VS.

Capitulate vs. Concede

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Capitulateverb

(intransitive) To surrender; to end all resistance, to give up; to go along with or comply.

‘He argued and hollered for so long that I finally capitulated just to make him stop.’;

Concedeverb

To yield or suffer; to surrender; to grant

‘I have to concede the argument.’; ‘He conceded the race once it was clear he could not win.’; ‘Kendall conceded defeat once she realized she could not win in a battle of wits.’;

Capitulateverb

To draw up in chapters; to enumerate.

Concedeverb

To grant, as a right or privilege; to make concession of.

Capitulateverb

To draw up the articles of treaty with; to treat, bargain, parley.

Concedeverb

To admit to be true; to acknowledge.

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Capitulateverb

To settle or draw up the heads or terms of an agreement, as in chapters or articles; to agree.

‘There capitulates with the king . . . to take to wife his daughter Mary.’; ‘There is no reason why the reducing of any agreement to certain heads or capitula should not be called to capitulate.’;

Concedeverb

To yield or make concession.

Capitulateverb

To surrender on terms agreed upon (usually, drawn up under several heads); as, an army or a garrison capitulates.

‘The Irish, after holding out a week, capitulated.’;

Concedeverb

(sports) To have a goal or point scored against

Capitulateverb

To surrender or transfer, as an army or a fortress, on certain conditions.

Concedeverb

(cricket) (of a bowler) to have runs scored off of one's bowling.

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Capitulateverb

surrender under agreed conditions

Concedeverb

To yield or suffer; to surrender; to grant; as, to concede the point in question.

Concedeverb

To grant, as a right or privilege; to make concession of.

Concedeverb

To admit to be true; to acknowledge.

‘We concede that their citizens were those who lived under different forms.’;

Concedeverb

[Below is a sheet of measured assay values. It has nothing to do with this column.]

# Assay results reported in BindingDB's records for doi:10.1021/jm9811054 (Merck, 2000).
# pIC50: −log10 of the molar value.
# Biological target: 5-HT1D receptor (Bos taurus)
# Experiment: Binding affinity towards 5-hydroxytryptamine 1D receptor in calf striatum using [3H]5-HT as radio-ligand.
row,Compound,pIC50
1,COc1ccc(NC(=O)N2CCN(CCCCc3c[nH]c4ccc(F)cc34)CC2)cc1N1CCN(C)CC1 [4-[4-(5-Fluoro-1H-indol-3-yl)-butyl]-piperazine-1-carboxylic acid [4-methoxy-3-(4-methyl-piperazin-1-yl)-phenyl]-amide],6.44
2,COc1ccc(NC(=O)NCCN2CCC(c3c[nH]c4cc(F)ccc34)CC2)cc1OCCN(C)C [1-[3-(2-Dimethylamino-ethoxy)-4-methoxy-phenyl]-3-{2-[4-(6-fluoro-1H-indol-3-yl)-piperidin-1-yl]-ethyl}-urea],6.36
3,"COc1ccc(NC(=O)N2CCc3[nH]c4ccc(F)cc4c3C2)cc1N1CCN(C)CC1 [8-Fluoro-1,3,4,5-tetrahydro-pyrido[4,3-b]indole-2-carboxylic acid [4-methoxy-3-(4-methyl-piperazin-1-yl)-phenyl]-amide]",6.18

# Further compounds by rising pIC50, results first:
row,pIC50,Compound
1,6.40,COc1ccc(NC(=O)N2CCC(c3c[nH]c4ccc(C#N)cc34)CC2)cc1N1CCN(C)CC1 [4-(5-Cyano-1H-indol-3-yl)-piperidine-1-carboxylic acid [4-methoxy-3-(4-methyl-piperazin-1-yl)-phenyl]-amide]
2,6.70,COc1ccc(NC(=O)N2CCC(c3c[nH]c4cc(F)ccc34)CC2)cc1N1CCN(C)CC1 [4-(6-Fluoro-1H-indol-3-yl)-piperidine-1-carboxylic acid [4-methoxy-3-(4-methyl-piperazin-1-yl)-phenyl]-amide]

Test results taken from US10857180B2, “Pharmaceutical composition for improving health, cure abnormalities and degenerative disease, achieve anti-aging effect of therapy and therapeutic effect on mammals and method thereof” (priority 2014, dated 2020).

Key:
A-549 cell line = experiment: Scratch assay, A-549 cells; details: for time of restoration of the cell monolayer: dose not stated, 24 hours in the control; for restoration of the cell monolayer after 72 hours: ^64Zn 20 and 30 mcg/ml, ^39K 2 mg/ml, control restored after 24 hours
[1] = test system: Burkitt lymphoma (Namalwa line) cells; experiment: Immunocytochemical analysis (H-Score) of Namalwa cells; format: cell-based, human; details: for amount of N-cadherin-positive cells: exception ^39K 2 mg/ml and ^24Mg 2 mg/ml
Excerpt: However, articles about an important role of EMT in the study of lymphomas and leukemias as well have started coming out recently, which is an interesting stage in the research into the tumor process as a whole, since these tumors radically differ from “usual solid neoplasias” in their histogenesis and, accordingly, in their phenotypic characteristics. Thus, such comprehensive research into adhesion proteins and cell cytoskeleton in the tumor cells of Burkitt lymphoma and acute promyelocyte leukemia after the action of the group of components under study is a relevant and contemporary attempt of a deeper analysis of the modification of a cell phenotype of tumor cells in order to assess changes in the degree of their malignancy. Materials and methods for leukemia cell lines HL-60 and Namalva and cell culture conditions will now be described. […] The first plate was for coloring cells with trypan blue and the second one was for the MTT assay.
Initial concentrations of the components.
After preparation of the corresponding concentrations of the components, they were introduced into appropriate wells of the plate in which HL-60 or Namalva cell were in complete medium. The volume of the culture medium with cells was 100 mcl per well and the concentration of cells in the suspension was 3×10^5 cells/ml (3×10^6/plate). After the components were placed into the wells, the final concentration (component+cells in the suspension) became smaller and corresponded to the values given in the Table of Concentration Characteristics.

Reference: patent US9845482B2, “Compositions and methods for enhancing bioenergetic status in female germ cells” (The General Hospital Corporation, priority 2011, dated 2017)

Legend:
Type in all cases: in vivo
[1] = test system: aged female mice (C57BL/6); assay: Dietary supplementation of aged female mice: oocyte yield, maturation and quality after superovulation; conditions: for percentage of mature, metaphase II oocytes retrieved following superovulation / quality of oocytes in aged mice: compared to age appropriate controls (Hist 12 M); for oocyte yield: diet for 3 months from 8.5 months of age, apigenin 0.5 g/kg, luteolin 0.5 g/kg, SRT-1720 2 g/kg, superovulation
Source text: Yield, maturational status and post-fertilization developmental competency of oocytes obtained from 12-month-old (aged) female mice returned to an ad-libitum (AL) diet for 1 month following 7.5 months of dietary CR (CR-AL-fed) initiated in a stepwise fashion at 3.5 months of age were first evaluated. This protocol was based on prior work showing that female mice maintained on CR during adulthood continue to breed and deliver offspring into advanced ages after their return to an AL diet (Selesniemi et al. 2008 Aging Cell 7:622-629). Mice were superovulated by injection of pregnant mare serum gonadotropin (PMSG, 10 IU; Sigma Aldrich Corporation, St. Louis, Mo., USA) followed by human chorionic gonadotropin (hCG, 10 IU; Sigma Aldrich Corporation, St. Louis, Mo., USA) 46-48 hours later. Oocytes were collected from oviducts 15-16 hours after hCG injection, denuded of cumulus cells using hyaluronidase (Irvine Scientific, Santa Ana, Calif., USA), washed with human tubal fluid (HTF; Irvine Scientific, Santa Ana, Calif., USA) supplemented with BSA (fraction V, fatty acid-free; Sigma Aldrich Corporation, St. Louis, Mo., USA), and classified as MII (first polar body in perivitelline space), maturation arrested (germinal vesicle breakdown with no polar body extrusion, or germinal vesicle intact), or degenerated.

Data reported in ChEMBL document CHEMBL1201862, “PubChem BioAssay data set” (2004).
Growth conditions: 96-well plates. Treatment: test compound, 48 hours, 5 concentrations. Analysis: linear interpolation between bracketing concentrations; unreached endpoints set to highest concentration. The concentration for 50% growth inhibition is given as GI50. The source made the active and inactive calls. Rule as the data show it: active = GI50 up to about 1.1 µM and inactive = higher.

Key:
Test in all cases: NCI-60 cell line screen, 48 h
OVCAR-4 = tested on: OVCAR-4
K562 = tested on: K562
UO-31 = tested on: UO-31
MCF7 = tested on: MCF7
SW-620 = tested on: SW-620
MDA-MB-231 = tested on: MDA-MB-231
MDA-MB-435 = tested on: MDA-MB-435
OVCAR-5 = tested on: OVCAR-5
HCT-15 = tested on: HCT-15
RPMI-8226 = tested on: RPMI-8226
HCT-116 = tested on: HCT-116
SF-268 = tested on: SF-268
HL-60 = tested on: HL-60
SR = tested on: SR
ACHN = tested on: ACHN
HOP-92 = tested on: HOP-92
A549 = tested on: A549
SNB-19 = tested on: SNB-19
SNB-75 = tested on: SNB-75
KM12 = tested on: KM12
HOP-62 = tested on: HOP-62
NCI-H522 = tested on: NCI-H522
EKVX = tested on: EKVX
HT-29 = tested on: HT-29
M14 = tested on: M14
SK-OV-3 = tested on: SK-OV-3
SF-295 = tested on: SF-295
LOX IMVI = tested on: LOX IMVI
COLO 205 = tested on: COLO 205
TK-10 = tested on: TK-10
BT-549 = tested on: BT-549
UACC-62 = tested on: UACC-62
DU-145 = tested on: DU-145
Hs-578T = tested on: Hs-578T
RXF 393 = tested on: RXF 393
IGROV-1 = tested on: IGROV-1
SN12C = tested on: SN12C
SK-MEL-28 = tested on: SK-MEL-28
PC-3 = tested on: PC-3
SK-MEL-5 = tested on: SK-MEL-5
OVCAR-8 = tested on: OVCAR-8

To yield or make concession.

‘I wished you to concede to America, at a time when she prayed concession at our feet.’;

Concedeverb

admit, make a clean breast of;

‘She confessed that she had taken the money’;

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Concedeverb

be willing to concede;

‘I grant you this much’;

Concedeverb

give over; surrender or relinquish to the physical control of another

Concedeverb

acknowledge defeat;

‘The candidate conceded after enough votes had come in to show that he would lose’;

Concedeverb

admit or agree that something is true after first denying or resisting it

‘I had to concede that I'd overreacted’; ‘‘All right then,’ she conceded’;

Concedeverb

admit (defeat) in a match or contest

‘reluctantly, Ellen conceded defeat’;

Concedeverb

admit defeat in (a match or contest)

‘they conceded the match to their opponents’;

Concedeverb

surrender or yield (a possession, right, or privilege)

‘in 475 the emperor conceded the Auvergne to Euric’;

Concedeverb

grant (a right, privilege, or demand)

‘their rights to redress of grievances were conceded once more’;

Concedeverb

(in sport) fail to prevent an opponent scoring (a goal or point)

‘they have conceded only one goal in seven matches’;

Concedeverb

allow (a lead or advantage) to slip

‘he took an early lead which he never conceded’;

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